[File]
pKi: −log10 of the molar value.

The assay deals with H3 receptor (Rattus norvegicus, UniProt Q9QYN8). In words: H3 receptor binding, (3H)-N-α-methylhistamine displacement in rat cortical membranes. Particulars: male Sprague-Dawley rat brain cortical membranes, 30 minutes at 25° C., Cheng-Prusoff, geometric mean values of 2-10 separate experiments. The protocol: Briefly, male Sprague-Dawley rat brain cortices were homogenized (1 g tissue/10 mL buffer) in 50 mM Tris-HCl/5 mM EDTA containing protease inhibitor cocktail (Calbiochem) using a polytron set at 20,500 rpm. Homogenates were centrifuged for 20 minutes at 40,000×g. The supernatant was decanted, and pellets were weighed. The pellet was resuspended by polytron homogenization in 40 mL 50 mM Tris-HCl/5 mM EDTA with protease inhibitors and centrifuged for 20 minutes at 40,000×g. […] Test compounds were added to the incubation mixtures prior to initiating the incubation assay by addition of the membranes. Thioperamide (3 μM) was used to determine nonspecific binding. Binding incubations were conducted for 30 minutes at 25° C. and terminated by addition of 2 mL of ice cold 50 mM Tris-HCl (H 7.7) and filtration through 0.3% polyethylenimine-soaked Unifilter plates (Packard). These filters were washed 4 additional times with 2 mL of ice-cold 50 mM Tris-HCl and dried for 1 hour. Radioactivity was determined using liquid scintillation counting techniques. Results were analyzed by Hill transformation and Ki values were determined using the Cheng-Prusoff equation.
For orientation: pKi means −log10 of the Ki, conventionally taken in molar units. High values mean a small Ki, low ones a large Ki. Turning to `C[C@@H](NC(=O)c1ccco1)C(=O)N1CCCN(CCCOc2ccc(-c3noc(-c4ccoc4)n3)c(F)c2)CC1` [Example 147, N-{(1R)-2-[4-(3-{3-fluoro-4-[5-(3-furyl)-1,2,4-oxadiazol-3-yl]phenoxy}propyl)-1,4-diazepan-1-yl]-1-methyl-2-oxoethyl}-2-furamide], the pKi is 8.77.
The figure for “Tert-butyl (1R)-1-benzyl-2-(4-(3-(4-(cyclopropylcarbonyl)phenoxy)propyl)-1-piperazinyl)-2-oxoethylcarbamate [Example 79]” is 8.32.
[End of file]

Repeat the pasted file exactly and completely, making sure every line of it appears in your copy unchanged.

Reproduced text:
pKi: −log10 of the molar value.

The assay deals with H3 receptor (Rattus norvegicus, UniProt Q9QYN8). In words: H3 receptor binding, (3H)-N-α-methylhistamine displacement in rat cortical membranes. Particulars: male Sprague-Dawley rat brain cortical membranes, 30 minutes at 25° C., Cheng-Prusoff, geometric mean values of 2-10 separate experiments. The protocol: Briefly, male Sprague-Dawley rat brain cortices were homogenized (1 g tissue/10 mL buffer) in 50 mM Tris-HCl/5 mM EDTA containing protease inhibitor cocktail (Calbiochem) using a polytron set at 20,500 rpm. Homogenates were centrifuged for 20 minutes at 40,000×g. The supernatant was decanted, and pellets were weighed. The pellet was resuspended by polytron homogenization in 40 mL 50 mM Tris-HCl/5 mM EDTA with protease inhibitors and centrifuged for 20 minutes at 40,000×g. […] Test compounds were added to the incubation mixtures prior to initiating the incubation assay by addition of the membranes. Thioperamide (3 μM) was used to determine nonspecific binding. Binding incubations were conducted for 30 minutes at 25° C. and terminated by addition of 2 mL of ice cold 50 mM Tris-HCl (H 7.7) and filtration through 0.3% polyethylenimine-soaked Unifilter plates (Packard). These filters were washed 4 additional times with 2 mL of ice-cold 50 mM Tris-HCl and dried for 1 hour. Radioactivity was determined using liquid scintillation counting techniques. Results were analyzed by Hill transformation and Ki values were determined using the Cheng-Prusoff equation.
For orientation: pKi means −log10 of the Ki, conventionally taken in molar units. High values mean a small Ki, low ones a large Ki. Turning to `C[C@@H](NC(=O)c1ccco1)C(=O)N1CCCN(CCCOc2ccc(-c3noc(-c4ccoc4)n3)c(F)c2)CC1` [Example 147, N-{(1R)-2-[4-(3-{3-fluoro-4-[5-(3-furyl)-1,2,4-oxadiazol-3-yl]phenoxy}propyl)-1,4-diazepan-1-yl]-1-methyl-2-oxoethyl}-2-furamide], the pKi is 8.77.
The figure for “Tert-butyl (1R)-1-benzyl-2-(4-(3-(4-(cyclopropylcarbonyl)phenoxy)propyl)-1-piperazinyl)-2-oxoethylcarbamate [Example 79]” is 8.32.